When infrastructure goes wrong for nature and people

Considering the long-term impacts, risks, and trade-offs of dams, roads, and other projects

Dawei Road cutting around a mountainside

Infrastructure is the backbone of modern civilization. It’s our built environment—the homes we live in, the roads we travel, and the systems that give us plumbing and electricity. But in some cases, the benefits of infrastructure come at a high price. When infrastructure goes wrong—when it’s poorly considered, planned, designed, developed or maintained—we endanger wildlife, wild places, and our own communities.

Bad infrastructure can be as simple as choosing the wrong location. Some areas are just too vulnerable or ecologically important to support large infrastructure development. This could include untouched natural habitats like Bristol Bay in Alaska or the world’s last remaining free-flowing rivers; unique, biodiversity-rich areas like the Amazon, Borneo, or the Congo Basin; or areas already experiencing the impacts of a rapidly warming planet like the Arctic or coastal communities.

We need the right infrastructure, designed in the right way, and set in the right place.

Most categories of infrastructure aren’t inherently good or bad—it’s all about context. Here are some examples.


The right dam in the right place can provide benefits with minimal negative impacts to the environment. But the wrong dam in the wrong place can do considerable and far-reaching damage. Any infrastructure that changes or diverts significant natural flows of water can have large-scale impacts, potentially destroying wetlands, drying river basins, and leaving communities vulnerable to flooding or drought. Add the effects of climate change such as shifting precipitation patterns and increasing the intensity and frequency of extremes like droughts and floods, and these impacts are even more damaging.

A bad dam can increase water pollution, reduce or block sediment flow, and jeopardize animal and plant life both inside and outside the river. For aquatic animals that migrate, like salmon and river dolphins, the wrong dam can hinder their movement and limit their ability to feed and reproduce, worsening the impacts of increasing temperatures and changing flows due to climate change. Only one-third of the world’s largest rivers remain free-flowing; any infrastructure project that would potentially obstruct these rivers requires careful consideration.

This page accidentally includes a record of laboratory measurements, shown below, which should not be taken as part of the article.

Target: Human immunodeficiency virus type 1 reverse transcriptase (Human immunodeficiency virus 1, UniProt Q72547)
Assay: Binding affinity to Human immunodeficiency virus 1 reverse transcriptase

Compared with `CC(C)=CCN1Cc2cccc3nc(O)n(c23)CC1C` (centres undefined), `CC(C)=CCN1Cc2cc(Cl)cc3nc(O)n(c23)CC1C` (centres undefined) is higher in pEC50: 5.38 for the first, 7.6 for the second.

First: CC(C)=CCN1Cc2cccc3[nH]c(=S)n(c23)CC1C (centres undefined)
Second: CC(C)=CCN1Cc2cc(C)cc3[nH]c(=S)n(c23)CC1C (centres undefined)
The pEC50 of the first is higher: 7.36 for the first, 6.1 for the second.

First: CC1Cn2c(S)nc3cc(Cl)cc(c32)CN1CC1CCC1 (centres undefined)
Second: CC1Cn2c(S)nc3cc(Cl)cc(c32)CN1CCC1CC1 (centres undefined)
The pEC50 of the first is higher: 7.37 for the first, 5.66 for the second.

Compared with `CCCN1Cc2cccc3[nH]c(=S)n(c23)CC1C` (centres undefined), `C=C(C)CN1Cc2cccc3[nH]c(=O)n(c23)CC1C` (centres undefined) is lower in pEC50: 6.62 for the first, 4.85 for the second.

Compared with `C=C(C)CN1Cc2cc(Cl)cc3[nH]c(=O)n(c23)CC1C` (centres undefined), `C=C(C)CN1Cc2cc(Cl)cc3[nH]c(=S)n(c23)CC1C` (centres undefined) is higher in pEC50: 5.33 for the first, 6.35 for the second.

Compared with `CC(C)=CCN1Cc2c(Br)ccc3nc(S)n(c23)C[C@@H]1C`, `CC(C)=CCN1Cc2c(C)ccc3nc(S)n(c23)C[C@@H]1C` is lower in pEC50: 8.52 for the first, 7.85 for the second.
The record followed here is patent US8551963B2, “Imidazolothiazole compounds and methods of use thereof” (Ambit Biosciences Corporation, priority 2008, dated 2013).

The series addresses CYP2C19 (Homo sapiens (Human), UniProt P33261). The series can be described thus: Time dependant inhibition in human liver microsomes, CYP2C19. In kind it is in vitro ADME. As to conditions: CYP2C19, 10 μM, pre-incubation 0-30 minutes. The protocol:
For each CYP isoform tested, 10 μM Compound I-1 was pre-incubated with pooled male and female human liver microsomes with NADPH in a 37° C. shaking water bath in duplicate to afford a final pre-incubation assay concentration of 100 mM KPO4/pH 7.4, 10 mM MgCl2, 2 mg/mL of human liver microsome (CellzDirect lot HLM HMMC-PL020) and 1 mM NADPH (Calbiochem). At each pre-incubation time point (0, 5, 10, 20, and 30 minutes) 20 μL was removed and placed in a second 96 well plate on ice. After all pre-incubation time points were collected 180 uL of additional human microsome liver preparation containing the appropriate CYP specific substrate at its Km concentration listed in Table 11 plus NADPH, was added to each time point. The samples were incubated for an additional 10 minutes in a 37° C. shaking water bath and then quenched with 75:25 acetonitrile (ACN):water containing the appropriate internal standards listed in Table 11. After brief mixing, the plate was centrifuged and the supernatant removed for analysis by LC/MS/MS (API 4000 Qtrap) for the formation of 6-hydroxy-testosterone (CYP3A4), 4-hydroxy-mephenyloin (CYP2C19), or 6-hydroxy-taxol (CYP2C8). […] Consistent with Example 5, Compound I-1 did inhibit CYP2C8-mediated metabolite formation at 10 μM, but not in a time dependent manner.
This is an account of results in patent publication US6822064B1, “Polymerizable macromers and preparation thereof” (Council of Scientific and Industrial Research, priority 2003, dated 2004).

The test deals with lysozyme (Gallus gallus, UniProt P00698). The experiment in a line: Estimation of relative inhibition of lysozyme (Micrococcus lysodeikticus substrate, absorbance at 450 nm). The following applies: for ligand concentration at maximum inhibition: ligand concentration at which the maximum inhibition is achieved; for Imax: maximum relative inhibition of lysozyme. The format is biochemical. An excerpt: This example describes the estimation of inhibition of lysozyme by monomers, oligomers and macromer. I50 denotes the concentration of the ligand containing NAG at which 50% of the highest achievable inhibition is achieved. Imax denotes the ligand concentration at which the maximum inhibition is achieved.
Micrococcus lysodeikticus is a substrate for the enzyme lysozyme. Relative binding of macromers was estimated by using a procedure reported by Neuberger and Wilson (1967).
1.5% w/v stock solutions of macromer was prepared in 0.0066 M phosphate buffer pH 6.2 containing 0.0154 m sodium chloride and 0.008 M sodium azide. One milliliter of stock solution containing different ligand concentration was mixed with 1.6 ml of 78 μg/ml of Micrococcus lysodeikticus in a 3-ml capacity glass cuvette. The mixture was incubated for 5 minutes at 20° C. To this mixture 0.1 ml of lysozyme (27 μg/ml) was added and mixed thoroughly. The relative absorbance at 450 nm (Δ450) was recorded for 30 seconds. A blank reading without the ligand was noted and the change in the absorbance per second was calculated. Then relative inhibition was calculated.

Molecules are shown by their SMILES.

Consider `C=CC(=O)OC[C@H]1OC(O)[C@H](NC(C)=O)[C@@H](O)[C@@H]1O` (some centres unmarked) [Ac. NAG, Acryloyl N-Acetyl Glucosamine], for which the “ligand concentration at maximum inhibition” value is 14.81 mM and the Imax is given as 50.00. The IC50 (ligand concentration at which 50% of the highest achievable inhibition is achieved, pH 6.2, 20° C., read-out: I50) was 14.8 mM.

Roads and other transportation corridors can also have negative consequences when poorly planned or managed. They can divide habitats and migration routes, cause animal-vehicle collisions, bring pollution, and create a pathway for further destruction. When a previously inaccessible area is carved with roads, illegal loggers, poachers, and prospectors will follow. In the Brazilian Amazon, 95% of deforestation takes place within 3.5 miles of a road or navigable river. As we’ve seen this summer, this also increases vulnerability to out of control fires that are increasing in intensity due to rising temperatures, resulting in much larger burned areas as farmers try to clear forest for crops.

Mining, oil, and gas

Harmful infrastructure can also include mining, oil, and gas facilities. At worst these facilities risk catastrophes that can cost human life and wildlife, and profoundly damage ecosystems. At best they still disrupt local communities and habitats, pollute air and water, and contribute to global climate change.

Advocating for good infrastructure

Sometimes the risks of new infrastructure clearly outweigh the benefits. In the past several years, you’ve helped prevent dams on the Mura River, halted oil exploration in Virunga National Park—home to critically endangered mountain gorillas, and kept up the pressure against mining infrastructure in Alaska’s Bristol Bay.

But WWF doesn’t want to stop all new infrastructure projects. There are plenty of developments that can benefit our environment: renewable energy facilities, sanitation and hygiene infrastructure, and high-efficiency and climate-resilient structures that are planned with ecosystems and wildlife habitats in mind. For infrastructure to be beneficial, planners must consider the long-term impacts, risks, and trade-offs. They must take biodiversity and climate change into account, develop a plan for long-term governance and management, and engage local communities at the earliest possible stages of planning. WWF collaborates with communities, companies, governments, and financial institutions around the world to make sure new infrastructure is done right—in a way that minimizes harm to wildlife, forests, and rivers, and accounts for important benefits nature provides and maximizes benefits to local communities.

Learn more about WWF's work on infrastructure